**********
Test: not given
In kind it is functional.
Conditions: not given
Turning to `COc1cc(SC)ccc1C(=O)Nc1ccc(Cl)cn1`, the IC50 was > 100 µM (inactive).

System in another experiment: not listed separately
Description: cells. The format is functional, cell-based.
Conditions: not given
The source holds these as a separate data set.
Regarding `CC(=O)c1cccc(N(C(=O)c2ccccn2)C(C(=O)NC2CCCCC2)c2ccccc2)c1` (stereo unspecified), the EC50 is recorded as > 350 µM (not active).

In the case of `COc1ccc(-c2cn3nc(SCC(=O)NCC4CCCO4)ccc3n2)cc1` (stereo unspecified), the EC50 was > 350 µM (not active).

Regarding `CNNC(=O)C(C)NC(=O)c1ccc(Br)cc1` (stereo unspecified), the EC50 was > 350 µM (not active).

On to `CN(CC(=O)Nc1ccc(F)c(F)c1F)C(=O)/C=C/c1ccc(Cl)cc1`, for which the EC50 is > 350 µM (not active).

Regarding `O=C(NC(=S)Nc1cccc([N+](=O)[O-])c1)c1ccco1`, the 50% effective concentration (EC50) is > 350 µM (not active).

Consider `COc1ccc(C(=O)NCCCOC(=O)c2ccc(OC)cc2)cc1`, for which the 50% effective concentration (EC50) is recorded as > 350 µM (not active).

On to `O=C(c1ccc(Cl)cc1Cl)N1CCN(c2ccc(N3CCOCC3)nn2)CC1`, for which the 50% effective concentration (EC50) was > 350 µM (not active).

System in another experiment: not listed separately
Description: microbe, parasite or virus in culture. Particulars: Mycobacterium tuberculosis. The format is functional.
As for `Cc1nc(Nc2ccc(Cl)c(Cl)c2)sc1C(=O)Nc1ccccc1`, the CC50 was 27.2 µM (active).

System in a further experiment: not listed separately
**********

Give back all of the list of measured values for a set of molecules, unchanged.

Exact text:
Test: not given
In kind it is functional.
Conditions: not given
Turning to `COc1cc(SC)ccc1C(=O)Nc1ccc(Cl)cn1`, the IC50 was > 100 µM (inactive).

System in another experiment: not listed separately
Description: cells. The format is functional, cell-based.
Conditions: not given
The source holds these as a separate data set.
Regarding `CC(=O)c1cccc(N(C(=O)c2ccccn2)C(C(=O)NC2CCCCC2)c2ccccc2)c1` (stereo unspecified), the EC50 is recorded as > 350 µM (not active).

In the case of `COc1ccc(-c2cn3nc(SCC(=O)NCC4CCCO4)ccc3n2)cc1` (stereo unspecified), the EC50 was > 350 µM (not active).

Regarding `CNNC(=O)C(C)NC(=O)c1ccc(Br)cc1` (stereo unspecified), the EC50 was > 350 µM (not active).

On to `CN(CC(=O)Nc1ccc(F)c(F)c1F)C(=O)/C=C/c1ccc(Cl)cc1`, for which the EC50 is > 350 µM (not active).

Regarding `O=C(NC(=S)Nc1cccc([N+](=O)[O-])c1)c1ccco1`, the 50% effective concentration (EC50) is > 350 µM (not active).

Consider `COc1ccc(C(=O)NCCCOC(=O)c2ccc(OC)cc2)cc1`, for which the 50% effective concentration (EC50) is recorded as > 350 µM (not active).

On to `O=C(c1ccc(Cl)cc1Cl)N1CCN(c2ccc(N3CCOCC3)nn2)CC1`, for which the 50% effective concentration (EC50) was > 350 µM (not active).

System in another experiment: not listed separately
Description: microbe, parasite or virus in culture. Particulars: Mycobacterium tuberculosis. The format is functional.
As for `Cc1nc(Nc2ccc(Cl)c(Cl)c2)sc1C(=O)Nc1ccccc1`, the CC50 was 27.2 µM (active).

System in a further experiment: not listed separately